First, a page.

The nose 88 of the locator pin 54 is tapered, and has a polygonal configuration which corresponds to the opening 56 in the side of the valve sieeve. Tnerefore, as the locator pin is pressed into the opening 56, the valve sleeve is accurately positioned and held in alignment with the tools 50. This prevents undesirable relative movement between the valve sleeve 10 and the tools 50, and provides for accurate positioning of the valve sleeve 10 during the shaping of the edges of the grooves 26.

Mandrel 44 has its lower end 44a in housing 94. The mandrel 44 is prevented from rotating within the housing 94 by a key 109. The key 109 extends into a slot in the mandrel 44 and is held in place by screw 110.

The apparatus 40 includes an actuator mechanism for moving the working surfaces 48a on the tools 50 into engagement with the groove edges 28, 30 to shape them, and for moving the working surfaces 48a out of engagement with the groove edges 28, 30 after they have been shaped. The actuator mechanism also retains the tools 50 in their retracted position of FIG. 3.

The actuator mechanism includes a punch 66, a driver 64, a tool retainer 68 fixed on to the driver 64, a spacer 114, and a return spring 70. Once the grooves 26 in the valve sleeve have been positioned in axial and radial alignment with the tools 50, the punch 66 is lowered. As the punch 66 is lowered, a threaded plug 106 in the punch 66 engages a head end portion 62 of the driver 64. A frustoconical surface 108 on the head end portion 62 of the driver 64 moves downwardly into engagement with the working end portions 48 of the tools 50. As the driver 64 moves downwardly, a cylindrical lower end portion 112 of the driver 64 forces the retainer 68, which is fixed on to the lower end portion 112 of the driver 64, downwardly against the spacer 114 and the return spring 70 to thereby compress the return spring.

As the frustoconical surface 108 on the head end 62 of the driver 64 engages the working end portions 48 of the tools 50, the tools pivot outwardly about support pins 76. As the tools 50 pivot outwardly about the support pins 76 toward the extended position of FIG. 5, the working surfaces 48a on the end portions 48 of the tools 50 engage the longitudinally extending edge portions 28 and 30 of the grooves 26 to shape them. The working surfaces 48a on the the end portions 48 of the tools 50 force the metal at the edges 28 and 30 of the grooves 26 to move radially outwardly to form the indentations 36. At this time, end portions 48 of the tools 50 are disposed in a circular array having an outside diameter which is greater than the diameter of the inner cylindrical surface 24 of the valve sleeve 10. When the tools 50 are at their fully extended position as shown in FIG. 5, the working surfaces 48a (FIG. 6) preferably lie in planes which are parallel to the axis of the valve sleeve 10.

When the tools 50 reach their fully extended position shown in FIG. 5, an annular lower end surface 118 of punch 66 engages a circular top surface 120 of the housing 94 to stop the downward movement of the punch 66 and thereby the driver 64. This limits the extent to which the tools 50 are moved radially outwardly, to thereby limit the depth of the indentations 36. The threaded plug 106 in the punch 66 is selectively movable toward and away from the circular end surface 118 of the punch, to enable the extent to which the driver 64 is forced downwardly to be adjusted. A set screw 107 locks the threaded plug 106 in the selected position.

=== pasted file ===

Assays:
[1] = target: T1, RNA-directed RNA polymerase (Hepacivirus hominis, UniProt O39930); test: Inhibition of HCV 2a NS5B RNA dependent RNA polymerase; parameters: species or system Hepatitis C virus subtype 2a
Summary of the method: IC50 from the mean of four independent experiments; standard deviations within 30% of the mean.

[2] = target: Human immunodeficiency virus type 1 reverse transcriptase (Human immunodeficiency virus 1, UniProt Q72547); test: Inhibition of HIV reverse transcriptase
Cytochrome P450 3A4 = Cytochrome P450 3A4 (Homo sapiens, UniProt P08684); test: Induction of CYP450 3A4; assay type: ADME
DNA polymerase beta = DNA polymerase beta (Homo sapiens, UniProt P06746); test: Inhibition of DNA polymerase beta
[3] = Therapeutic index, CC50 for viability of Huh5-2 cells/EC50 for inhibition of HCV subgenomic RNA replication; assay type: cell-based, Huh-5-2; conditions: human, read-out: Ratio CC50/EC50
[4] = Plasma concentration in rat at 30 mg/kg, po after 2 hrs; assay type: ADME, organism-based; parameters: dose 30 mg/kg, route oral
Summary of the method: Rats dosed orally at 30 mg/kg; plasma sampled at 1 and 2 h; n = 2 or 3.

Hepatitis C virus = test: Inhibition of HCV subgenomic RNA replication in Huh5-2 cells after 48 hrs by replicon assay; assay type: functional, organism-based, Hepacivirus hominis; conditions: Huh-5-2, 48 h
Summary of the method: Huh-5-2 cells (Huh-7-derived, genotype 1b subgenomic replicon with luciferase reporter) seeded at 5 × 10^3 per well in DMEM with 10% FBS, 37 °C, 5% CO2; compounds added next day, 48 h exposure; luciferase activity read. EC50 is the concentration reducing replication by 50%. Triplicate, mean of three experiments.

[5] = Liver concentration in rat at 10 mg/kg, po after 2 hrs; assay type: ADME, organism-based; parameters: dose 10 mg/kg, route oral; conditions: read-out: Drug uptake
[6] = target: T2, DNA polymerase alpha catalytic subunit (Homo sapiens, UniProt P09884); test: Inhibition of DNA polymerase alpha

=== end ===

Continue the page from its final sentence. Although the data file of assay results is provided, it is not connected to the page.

After the edges of the grooves 26 have been shaped, the punch 66 is retracted. As the punch 66 is retracted, return spring 70 expands, forcing spacer 114, retainer 68, and driver 64 upwardly from the position shown in FIG. 5 toward the position shown in FIG. 3. The frustoconical surface 108 is thereby removed from contact with the working end portions 48 of the tools 50, allowing the tools 50 to be free to be moved by spring 70 and retainer 68 from their extended position to their retracted position. As the retainer 68 moves upwardly, tapered actuator surface 80 on the retainer 68 engages the tail end portions 74 of the tools 50, to pivot the tools from the extended position of FIG. 5 to the retracted position shown in FIG. 3. The working end portions 48 of the tools 50 are now disposed in a circular array which has a smaller diameter than the internal surface 24 of the valve sleeve 10. When locator pin 54 is pulled axially outwardly, the valve sleeve 10 can then be removed from the mandrel 44.

The mandrel 44 prevents excessive flow of the metal of the valve sleeve 10 radially inwardly when the working surfaces 48a of the tools 50 shape the groove edges 28 and 30. When the working surfaces 48a of the tools 50 engage the edges 28, 30 of the grooves 26 to shape them, the close proximity of the outer surface 86 of the mandrel 44 to the inner surface 24 of the valve sleeve 10 will minimize radially inward flow of the metal as it is being shaped by the tools 50.

Any metal which may flow radially inwardly during the shaping operation is removed during a final honing step after the valve sleeve 10 is removed from the mandrel 44. Specifically, the inner cylindrical surface 24 of the valve sleeve 10 is honed to remove any excess metal and to effect the final sizing of the inside diameter of the valve sleeve 10. This final honing step provides an accurately sized inner cylindrical surface 24 on the valve sleeve 10 which is smooth so that a valve core located within the valve sleeve 10 may rotate freely relative to the valve sleeve, and unobstructed fluid flow occurs.